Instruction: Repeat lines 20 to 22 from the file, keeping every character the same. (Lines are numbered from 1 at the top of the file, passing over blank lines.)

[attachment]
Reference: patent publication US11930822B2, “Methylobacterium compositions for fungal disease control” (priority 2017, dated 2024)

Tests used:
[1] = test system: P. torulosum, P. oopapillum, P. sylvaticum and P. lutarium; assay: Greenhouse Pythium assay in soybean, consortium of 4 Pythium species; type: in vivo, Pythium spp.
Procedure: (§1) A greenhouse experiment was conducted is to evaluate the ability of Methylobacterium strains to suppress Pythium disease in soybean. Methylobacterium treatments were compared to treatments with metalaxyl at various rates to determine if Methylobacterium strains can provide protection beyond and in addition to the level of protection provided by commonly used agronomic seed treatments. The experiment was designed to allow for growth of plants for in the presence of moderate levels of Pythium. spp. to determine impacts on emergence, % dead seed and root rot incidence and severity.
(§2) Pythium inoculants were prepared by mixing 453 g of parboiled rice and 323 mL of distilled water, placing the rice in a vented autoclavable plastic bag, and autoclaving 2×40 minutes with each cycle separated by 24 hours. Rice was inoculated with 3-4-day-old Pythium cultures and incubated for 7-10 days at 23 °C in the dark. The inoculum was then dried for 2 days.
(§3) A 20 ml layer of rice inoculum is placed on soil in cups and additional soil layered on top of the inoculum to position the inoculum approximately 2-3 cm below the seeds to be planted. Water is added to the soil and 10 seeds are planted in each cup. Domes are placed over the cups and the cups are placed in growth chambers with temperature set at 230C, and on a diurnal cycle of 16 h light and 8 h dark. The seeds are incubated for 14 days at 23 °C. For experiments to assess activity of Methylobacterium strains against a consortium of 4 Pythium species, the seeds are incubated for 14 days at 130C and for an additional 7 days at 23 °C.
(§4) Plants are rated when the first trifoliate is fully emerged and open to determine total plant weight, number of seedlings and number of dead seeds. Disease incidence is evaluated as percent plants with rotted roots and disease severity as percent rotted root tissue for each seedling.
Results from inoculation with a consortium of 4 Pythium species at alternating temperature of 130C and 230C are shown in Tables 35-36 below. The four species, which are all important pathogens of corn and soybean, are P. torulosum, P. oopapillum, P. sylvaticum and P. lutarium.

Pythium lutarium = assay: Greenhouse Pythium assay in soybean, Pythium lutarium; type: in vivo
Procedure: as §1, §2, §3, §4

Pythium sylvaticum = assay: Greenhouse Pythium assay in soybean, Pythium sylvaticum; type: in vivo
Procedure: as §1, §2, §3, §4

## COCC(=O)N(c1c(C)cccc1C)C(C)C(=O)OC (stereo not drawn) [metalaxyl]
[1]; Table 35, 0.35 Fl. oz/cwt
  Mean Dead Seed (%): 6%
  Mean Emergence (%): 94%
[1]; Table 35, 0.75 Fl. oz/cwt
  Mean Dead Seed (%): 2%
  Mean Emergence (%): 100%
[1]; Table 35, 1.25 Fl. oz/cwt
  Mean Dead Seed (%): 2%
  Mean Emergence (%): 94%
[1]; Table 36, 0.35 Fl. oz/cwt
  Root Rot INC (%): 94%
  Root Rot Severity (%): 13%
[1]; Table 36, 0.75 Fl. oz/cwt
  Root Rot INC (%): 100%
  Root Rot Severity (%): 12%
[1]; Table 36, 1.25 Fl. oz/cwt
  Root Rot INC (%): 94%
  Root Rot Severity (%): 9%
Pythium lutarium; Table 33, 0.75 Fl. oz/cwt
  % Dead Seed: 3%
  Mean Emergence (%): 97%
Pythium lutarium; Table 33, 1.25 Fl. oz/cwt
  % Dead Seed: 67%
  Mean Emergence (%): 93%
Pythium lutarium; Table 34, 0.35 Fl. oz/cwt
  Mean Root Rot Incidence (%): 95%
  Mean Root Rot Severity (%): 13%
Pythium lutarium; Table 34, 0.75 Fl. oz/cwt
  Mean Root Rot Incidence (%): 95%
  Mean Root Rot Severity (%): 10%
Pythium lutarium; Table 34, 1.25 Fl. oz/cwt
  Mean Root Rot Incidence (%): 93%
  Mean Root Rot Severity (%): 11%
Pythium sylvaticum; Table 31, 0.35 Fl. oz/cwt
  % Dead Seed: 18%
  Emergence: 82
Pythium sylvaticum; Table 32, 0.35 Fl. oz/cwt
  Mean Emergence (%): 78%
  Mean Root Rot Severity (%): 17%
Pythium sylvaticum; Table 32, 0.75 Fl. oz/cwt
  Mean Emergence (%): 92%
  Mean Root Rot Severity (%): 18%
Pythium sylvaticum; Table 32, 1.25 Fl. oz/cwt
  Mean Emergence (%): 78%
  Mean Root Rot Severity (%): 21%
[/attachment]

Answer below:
[1]; Table 35, 1.25 Fl. oz/cwt
  Mean Dead Seed (%): 2%
  Mean Emergence (%): 94%